The information is all there for anyone to see: cash is not as safe as some of the pundits will have you believe.
No matter what the experts and studies say about the psychology of people’s spending habits, no matter how much people will argue that cash makes them spend less, it is possible to overextend yourself financially using cash.
A (Brief) Word Psychology Of Spending
Look, I get it, there is a mountain of anecdotal data and plenty of studies have been done.
They all say credit cards lead to spending more.
And they all say that people treat the process differently when paying with cash vs. credit cards.
I’m not debating that AT ALL.
What I AM debating is this theory that if you don’t use credit you can’t overspend or get into debt/financial trouble.
I find it to be a hilarious take and one that is very dangerous.
That’s really all I’m going to say on that.
Cash Sucks. ‘Nuff Said
Disclaimer: cash isn’t really always bad, I just like to play it up a bit. It is, however, super important when preparing for hurricane season or other disasters.
I used to like cash.
Of course, it was back when I was younger and cared how others viewed me.
I would love to get paid.
Going to the ATM, pulling out some cash so anytime I’d go out I thought I was cool whipping out a wad of 20s and look like a big shot.
That all seems like a lifetime ago now.
These days, I don’t really carry cash.
Not even for emergencies since almost everyone takes credit cards.
I prefer to travel lightly, carrying as little on my person as possible.
It just makes sense not to load up my wallet (and pockets) with unnecessary stuff.
Now, I prefer to use credit cards for every purchase if I can.
Don’t take this as me telling you how to live your own life.
If you haven’t been able to figure it out by now, that’s not how I roll.
I don’t believe that what I do is something that should be followed by everyone.
I’m not one of those people.
Far from it.
So, why do I hate cash so much?
The reasons are many (and not very serious at times):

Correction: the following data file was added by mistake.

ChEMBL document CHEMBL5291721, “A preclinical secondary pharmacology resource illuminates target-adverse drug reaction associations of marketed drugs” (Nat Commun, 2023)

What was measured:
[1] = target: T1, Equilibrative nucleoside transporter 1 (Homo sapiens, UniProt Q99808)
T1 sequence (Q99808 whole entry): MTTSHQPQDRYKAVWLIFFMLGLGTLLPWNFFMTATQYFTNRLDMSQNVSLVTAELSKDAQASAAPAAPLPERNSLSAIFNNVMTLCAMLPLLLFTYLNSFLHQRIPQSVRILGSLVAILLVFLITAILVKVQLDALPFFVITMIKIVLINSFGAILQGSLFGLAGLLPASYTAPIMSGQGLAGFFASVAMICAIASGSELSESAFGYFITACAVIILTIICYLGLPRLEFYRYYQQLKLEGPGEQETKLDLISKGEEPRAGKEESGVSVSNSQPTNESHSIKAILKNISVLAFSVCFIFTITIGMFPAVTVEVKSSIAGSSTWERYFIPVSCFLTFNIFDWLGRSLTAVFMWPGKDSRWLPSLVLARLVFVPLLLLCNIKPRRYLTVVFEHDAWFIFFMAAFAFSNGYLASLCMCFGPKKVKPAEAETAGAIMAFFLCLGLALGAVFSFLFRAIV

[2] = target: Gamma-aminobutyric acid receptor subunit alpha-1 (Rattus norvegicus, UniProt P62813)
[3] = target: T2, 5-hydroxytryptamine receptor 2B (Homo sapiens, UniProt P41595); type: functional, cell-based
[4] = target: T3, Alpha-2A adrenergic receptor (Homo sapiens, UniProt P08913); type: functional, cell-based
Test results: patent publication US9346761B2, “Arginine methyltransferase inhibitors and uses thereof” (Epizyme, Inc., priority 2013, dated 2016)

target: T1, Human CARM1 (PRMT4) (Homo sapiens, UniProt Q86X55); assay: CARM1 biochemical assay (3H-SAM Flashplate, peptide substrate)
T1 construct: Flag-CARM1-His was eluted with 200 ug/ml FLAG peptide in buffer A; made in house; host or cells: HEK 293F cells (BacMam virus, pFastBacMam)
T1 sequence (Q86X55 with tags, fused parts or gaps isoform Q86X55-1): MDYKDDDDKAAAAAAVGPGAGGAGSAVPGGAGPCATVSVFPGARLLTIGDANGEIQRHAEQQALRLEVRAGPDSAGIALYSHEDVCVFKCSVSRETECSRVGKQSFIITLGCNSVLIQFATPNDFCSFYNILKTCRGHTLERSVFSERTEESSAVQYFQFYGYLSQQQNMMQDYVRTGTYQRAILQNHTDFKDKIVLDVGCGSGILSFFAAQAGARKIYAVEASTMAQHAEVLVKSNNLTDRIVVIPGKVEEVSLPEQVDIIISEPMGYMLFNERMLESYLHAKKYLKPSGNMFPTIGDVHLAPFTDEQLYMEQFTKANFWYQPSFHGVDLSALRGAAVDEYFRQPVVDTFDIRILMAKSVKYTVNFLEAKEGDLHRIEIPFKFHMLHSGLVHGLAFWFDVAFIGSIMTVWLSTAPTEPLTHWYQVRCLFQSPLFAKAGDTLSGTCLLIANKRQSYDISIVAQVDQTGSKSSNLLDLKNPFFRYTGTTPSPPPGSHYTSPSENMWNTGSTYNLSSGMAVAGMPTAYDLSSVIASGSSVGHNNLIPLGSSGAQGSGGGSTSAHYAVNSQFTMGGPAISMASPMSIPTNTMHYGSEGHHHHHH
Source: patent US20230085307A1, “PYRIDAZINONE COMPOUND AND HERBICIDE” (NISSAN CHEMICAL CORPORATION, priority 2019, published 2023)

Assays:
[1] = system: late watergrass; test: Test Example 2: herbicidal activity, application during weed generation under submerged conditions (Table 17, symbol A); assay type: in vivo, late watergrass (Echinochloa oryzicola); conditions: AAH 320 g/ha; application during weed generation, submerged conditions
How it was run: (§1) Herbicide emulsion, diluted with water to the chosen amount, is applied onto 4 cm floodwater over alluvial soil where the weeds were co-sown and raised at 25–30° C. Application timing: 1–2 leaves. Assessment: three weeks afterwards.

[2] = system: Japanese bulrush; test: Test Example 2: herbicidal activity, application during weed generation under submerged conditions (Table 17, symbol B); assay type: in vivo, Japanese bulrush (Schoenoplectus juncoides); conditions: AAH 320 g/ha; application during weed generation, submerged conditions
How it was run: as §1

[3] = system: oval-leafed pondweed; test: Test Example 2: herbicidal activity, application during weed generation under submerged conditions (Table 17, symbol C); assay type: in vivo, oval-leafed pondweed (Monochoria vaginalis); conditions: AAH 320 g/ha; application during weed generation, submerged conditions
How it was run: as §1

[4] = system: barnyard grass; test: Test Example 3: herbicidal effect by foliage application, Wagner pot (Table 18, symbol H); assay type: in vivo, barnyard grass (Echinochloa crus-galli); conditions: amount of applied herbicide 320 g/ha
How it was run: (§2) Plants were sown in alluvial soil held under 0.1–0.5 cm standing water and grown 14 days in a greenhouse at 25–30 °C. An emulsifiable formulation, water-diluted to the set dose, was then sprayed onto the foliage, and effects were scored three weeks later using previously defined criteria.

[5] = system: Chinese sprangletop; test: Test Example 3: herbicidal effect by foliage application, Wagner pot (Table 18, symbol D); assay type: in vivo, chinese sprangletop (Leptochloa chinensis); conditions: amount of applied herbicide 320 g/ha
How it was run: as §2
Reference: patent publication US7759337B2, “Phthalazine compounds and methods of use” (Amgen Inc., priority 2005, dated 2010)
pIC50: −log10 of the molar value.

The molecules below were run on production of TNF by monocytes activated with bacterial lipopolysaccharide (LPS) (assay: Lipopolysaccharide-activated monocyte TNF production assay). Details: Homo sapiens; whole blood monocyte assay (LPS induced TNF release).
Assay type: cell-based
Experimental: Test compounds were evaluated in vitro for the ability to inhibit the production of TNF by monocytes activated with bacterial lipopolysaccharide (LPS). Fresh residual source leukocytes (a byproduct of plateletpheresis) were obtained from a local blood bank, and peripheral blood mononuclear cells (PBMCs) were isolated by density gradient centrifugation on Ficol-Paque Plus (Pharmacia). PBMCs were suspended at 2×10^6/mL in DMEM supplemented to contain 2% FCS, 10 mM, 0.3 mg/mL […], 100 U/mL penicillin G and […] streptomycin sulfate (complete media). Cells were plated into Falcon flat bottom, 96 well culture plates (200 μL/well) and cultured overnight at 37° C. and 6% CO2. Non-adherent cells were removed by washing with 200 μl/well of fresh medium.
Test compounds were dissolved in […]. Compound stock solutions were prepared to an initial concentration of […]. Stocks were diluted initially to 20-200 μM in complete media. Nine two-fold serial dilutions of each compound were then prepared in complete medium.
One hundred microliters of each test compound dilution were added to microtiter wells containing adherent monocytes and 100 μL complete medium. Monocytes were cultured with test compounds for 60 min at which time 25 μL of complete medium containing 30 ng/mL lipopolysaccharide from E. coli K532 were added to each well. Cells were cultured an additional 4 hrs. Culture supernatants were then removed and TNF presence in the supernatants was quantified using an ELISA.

- You don’t get rewarded to use it
- There isn’t a special, exclusively colored version to show your true “status”
- It’s slow to count out when making a purchase
- And if you want to use exact change it really is a pain in the ass to find that last coin needed
- There are no security measures built-in in case of theft
- You can’t get help disputing a purchase
- It’s stinky
- It’s filthy
- It feels funny to the touch
- It’s bulky to carry around
- It can rip
- And if it rips, some places won’t accept it
- Vending machines definitely won’t take it ripped
- Coins are heavy
- They make a lot of noise in your pocket
- When you drop a coin it can roll under heavy objects
- When cash is lost it’s lost forever
- It’s difficult to keep track of if you aren’t meticulous
- If you don’t keep the receipt, you’ll never remember what It was spent on
- It’s racist: there are only dead white dudes’ images on money
- It doesn’t give you any kind of insurance
- You can’t customize it with a picture of your pet or kid
- Pennies. Need I say more?
- You have to go out of your way to get it from the ATM
- And in an emergency, it takes too long to transfer it between banks
- It isn’t an identity theft protection method like some people like to claim.
That’s pretty much it…for now.
I’m sure I will think of more ways in which cash sucks from time to time, but this should be enough to get me in a bit of trouble with some of the anti-credit or pro-cash people?